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Alessandro Grandi (1590-1630)
Laetatus sum - Vesper Psalms
Accademia d'Arcadia, UtFaSol Ensemble/Alessandra Rossi Lürig
rec. 2019, Chiesa San Francesco della Vigna, Venice, Italy
Texts and translations included
Reviewed as a stereo 16/44 download with pdf booklet from Outhere
ARCANA A525 [74]

Alessandro Grandi has suffered - and is probably still suffering - from the popularity of Claudio Monteverdi among performers and audiences. Only a small part of his sizeable oeuvre is available on disc, and his name does not often appear on the programmes of concerts. He has become mainly famous for his sacred concertos. In these pieces for solo voice(s) and basso continuo, sometimes with additional instruments, he shows his mastery of the monodic style and his skills in connecting text and music in a meaningful way. A few years ago, Alessandra Rossi Lürig directed the Accademia d'Arcadia and the UtFaSol Ensemble in an impressive recording of a selection of sacred concertos (review). For the recording to be reviewed here she turned to larger-scale works, which reprents a genre for which Grandi is much lesser-known. This recording documents that he can easily compete with any of his contemporaries in this department as well.

A substantial part of the sacred concertos dates from Grandi's time in Venice. The music on the present disc is taken from three collections which were published in the last two years of his life. In 1627 he was appointed maestro di cappella at Santa Maria Maggiore in Bergamo. Unfortunately, he held this post only three years, as in 1630 he and his family fell victim to the plague.

The music included in these last collections attest to the possibilities and the limitations of the musical establishment at this cathedral. The music historian Rodolfo Baroncini, in his liner-notes, states that "[although] Bergamo had a respectable musical tradition, it was not Venice, and many aspects of these compositions follow the requirements, taste and resources of a local tradition that still bears traces of polychoral practice both in structure and texture." He mentions the antiphonal dialogue, which was something of the past, and the scoring for the unusual combination of violin and sackbut (rather than two violins) in one piece. That said, in his polychoral psalm settings Grandi mixes the cori spezzati technique of old with the modern fashion of solo writing in the monodic style. And especially in the solo episodes we meet the master of text expression whom we know from the sacred concertos. Grandi does not miss the opportunities to illustrate the dramatic verses in Dixit Dominus through the use of the stile concitato. In Laetatus sum Grandi cleverly juxtaposes polyphony and homophony to emphasize elements in the text, right at the start with the emphasis of the opening statement: "I was glad". The three most personal verses - "Pray for the peace of Jerusalem", "Let peace be within your walls" and "For the sake of my brethren, and of my neighbours, I spoke peace of thee" - are each set for one solo voice.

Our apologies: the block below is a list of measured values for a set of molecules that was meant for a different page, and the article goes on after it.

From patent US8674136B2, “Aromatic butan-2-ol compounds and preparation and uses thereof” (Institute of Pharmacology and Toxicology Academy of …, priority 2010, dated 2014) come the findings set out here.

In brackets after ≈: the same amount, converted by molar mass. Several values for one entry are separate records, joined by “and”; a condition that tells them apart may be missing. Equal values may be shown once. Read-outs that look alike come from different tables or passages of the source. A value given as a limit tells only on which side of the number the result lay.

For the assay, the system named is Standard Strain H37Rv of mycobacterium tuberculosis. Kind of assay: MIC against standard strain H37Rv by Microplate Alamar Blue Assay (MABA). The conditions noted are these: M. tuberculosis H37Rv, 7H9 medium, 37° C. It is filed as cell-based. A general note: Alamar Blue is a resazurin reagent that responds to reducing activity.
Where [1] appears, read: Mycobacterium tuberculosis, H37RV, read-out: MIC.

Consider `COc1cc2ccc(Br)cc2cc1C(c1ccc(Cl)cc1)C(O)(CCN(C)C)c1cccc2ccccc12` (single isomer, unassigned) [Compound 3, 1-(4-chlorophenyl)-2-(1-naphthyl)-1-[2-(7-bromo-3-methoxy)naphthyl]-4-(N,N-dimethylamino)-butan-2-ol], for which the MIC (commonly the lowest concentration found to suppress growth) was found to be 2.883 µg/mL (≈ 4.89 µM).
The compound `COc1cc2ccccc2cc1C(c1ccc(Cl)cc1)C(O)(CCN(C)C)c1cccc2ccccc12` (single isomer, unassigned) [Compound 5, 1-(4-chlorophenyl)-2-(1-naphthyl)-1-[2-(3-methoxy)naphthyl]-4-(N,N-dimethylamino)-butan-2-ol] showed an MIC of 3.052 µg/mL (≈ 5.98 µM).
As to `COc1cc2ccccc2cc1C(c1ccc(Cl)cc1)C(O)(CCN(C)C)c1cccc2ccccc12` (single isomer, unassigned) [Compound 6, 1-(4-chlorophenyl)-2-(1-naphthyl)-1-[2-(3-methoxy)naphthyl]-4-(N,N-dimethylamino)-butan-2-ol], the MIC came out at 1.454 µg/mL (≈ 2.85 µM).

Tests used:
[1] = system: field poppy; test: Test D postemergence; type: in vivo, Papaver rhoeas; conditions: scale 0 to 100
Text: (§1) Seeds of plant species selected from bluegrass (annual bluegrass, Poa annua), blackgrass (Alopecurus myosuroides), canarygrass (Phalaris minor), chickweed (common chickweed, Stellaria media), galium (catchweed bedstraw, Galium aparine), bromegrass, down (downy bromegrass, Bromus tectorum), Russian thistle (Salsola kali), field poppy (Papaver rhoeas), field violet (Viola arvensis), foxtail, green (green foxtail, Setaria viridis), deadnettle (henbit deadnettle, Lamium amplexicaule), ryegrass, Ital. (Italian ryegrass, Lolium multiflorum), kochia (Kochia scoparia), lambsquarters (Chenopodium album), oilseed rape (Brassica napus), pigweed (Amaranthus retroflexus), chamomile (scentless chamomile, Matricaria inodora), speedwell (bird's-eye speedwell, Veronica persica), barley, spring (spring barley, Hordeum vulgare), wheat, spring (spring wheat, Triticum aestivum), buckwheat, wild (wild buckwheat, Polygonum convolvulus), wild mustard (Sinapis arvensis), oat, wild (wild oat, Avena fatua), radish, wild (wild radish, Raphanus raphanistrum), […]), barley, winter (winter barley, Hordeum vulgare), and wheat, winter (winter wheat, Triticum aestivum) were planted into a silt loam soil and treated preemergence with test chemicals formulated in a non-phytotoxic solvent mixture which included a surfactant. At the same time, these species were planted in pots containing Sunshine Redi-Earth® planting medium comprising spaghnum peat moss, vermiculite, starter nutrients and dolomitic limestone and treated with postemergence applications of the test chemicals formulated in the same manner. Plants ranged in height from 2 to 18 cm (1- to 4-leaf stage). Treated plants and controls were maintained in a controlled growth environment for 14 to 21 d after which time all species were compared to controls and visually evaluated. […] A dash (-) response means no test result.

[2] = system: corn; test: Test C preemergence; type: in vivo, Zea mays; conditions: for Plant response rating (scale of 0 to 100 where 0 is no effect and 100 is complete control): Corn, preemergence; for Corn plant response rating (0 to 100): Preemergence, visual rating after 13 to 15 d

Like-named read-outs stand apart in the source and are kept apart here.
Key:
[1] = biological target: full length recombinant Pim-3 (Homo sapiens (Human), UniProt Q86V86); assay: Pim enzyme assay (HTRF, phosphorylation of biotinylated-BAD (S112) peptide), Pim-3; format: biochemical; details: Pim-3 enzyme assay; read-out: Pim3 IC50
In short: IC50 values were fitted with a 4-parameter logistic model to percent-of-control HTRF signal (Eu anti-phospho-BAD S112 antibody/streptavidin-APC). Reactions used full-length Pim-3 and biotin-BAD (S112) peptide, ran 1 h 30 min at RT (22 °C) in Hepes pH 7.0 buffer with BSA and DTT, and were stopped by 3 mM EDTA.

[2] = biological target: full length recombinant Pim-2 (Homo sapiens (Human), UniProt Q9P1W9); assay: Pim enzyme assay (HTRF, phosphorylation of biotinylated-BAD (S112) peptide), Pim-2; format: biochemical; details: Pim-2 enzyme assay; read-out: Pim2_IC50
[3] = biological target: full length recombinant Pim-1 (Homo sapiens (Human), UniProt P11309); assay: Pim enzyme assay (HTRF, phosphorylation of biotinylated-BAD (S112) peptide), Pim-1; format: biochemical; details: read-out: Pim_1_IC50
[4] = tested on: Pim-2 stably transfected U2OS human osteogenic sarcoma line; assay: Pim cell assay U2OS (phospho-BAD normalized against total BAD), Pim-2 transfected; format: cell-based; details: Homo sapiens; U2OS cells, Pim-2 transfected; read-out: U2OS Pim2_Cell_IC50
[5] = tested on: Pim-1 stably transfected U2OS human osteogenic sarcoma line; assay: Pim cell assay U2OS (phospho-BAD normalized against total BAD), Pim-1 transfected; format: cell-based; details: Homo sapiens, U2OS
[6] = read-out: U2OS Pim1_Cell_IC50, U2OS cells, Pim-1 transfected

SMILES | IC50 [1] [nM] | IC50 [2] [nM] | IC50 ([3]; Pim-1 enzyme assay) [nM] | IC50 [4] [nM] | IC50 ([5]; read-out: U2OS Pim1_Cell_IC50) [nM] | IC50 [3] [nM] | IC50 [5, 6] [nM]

The programme also includes some psalm settings for solo voices, which are very much alike the sacred concertos of earlier collections. A notable example is Beatus vir, scored for three voices (TTB) and basso continuo. Grandi uses chromaticism on words as "misericors" and "miseratur". When the text says that "the righteous will never be moved", the word "commovebitur" is set to repeated notes, so that the voice does not move upwards or downwards. The two closing verses - before the doxology - are also models of text expression. "His horn is exalted in glory" is exalted indeed, and includes coloratura on "gloria". The last phrase says "the desire of the wicked will perish" and this is eloquently illustrated by the word "peribit" being sung successively by each of the three singers.

These features are not missed by the performers. I was impressed by their recording of sacred concertos, and here they are just as convincing in the larger-scale works. The singing of its members in the small-scale psalm settings - Beatus vir is a brilliant example - and in the solo episodes in the larger-scale works is excellent. They do full justice to Grandi's treatment of the text. The ensemble is also impeccable, and as a result we get some quite impressive performances of Grandi's polychoral works. The playing of the sackbuts substantially contributes to this disc's making a lasting impression.

The booklet includes informative liner-notes. It is just a shame that they mostly refer to the wrong tracks. Apparently the order of the pieces is a little different than originally planned.

Ever since I heard Grandi's music for the first time I have been fascinated about it, and I am very happy that this is the second time that Ms Lürig and her colleagues demonstrate that Grandi was a true master of his art. May more recordings of his oeuvre follow.

Johan van Veen

Magnificat a 10
Dixit Dominus
Beatus vir a 3
Dixit in ritornello
Laudate pueri a 3
Laudate Dominum
Confitebor a 3
Laetatus sum
Laudate pueri IV. toni
Lauda Jerusalem

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